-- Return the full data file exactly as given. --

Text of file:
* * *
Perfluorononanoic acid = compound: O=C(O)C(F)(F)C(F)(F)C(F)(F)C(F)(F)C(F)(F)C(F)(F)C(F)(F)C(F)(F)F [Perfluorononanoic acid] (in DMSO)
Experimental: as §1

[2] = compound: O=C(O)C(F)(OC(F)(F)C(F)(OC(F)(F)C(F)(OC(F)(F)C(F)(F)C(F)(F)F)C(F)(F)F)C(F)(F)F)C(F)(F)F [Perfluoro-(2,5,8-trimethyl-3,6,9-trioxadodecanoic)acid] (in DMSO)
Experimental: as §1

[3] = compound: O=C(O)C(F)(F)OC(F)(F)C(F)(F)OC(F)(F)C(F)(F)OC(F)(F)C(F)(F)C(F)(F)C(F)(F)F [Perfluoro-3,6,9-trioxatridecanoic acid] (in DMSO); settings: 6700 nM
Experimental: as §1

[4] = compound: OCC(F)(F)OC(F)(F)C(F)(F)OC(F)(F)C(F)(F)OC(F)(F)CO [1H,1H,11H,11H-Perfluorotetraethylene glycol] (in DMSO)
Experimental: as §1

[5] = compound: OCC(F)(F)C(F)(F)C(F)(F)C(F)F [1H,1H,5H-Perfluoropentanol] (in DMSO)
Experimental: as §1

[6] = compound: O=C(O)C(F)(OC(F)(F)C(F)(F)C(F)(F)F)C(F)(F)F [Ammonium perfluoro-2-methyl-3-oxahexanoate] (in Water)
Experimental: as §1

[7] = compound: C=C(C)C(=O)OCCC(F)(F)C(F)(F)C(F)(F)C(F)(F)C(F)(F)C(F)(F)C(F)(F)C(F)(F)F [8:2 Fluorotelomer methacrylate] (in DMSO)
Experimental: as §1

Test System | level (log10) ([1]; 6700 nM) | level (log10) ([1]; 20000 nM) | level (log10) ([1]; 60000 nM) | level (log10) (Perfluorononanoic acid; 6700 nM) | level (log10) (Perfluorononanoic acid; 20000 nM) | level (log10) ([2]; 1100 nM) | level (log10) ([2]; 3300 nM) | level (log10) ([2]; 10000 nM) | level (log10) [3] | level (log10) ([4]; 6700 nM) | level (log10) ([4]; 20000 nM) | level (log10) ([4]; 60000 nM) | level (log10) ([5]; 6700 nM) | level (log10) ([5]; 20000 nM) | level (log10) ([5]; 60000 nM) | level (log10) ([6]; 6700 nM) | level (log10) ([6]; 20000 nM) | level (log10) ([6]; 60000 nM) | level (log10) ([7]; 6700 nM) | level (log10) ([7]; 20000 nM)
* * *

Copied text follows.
Perfluorononanoic acid = compound: O=C(O)C(F)(F)C(F)(F)C(F)(F)C(F)(F)C(F)(F)C(F)(F)C(F)(F)C(F)(F)F [Perfluorononanoic acid] (in DMSO)
Experimental: as §1

[2] = compound: O=C(O)C(F)(OC(F)(F)C(F)(OC(F)(F)C(F)(OC(F)(F)C(F)(F)C(F)(F)F)C(F)(F)F)C(F)(F)F)C(F)(F)F [Perfluoro-(2,5,8-trimethyl-3,6,9-trioxadodecanoic)acid] (in DMSO)
Experimental: as §1

[3] = compound: O=C(O)C(F)(F)OC(F)(F)C(F)(F)OC(F)(F)C(F)(F)OC(F)(F)C(F)(F)C(F)(F)C(F)(F)F [Perfluoro-3,6,9-trioxatridecanoic acid] (in DMSO); settings: 6700 nM
Experimental: as §1

[4] = compound: OCC(F)(F)OC(F)(F)C(F)(F)OC(F)(F)C(F)(F)OC(F)(F)CO [1H,1H,11H,11H-Perfluorotetraethylene glycol] (in DMSO)
Experimental: as §1

[5] = compound: OCC(F)(F)C(F)(F)C(F)(F)C(F)F [1H,1H,5H-Perfluoropentanol] (in DMSO)
Experimental: as §1

[6] = compound: O=C(O)C(F)(OC(F)(F)C(F)(F)C(F)(F)F)C(F)(F)F [Ammonium perfluoro-2-methyl-3-oxahexanoate] (in Water)
Experimental: as §1

[7] = compound: C=C(C)C(=O)OCCC(F)(F)C(F)(F)C(F)(F)C(F)(F)C(F)(F)C(F)(F)C(F)(F)C(F)(F)F [8:2 Fluorotelomer methacrylate] (in DMSO)
Experimental: as §1

Test System | level (log10) ([1]; 6700 nM) | level (log10) ([1]; 20000 nM) | level (log10) ([1]; 60000 nM) | level (log10) (Perfluorononanoic acid; 6700 nM) | level (log10) (Perfluorononanoic acid; 20000 nM) | level (log10) ([2]; 1100 nM) | level (log10) ([2]; 3300 nM) | level (log10) ([2]; 10000 nM) | level (log10) [3] | level (log10) ([4]; 6700 nM) | level (log10) ([4]; 20000 nM) | level (log10) ([4]; 60000 nM) | level (log10) ([5]; 6700 nM) | level (log10) ([5]; 20000 nM) | level (log10) ([5]; 60000 nM) | level (log10) ([6]; 6700 nM) | level (log10) ([6]; 20000 nM) | level (log10) ([6]; 60000 nM) | level (log10) ([7]; 6700 nM) | level (log10) ([7]; 20000 nM)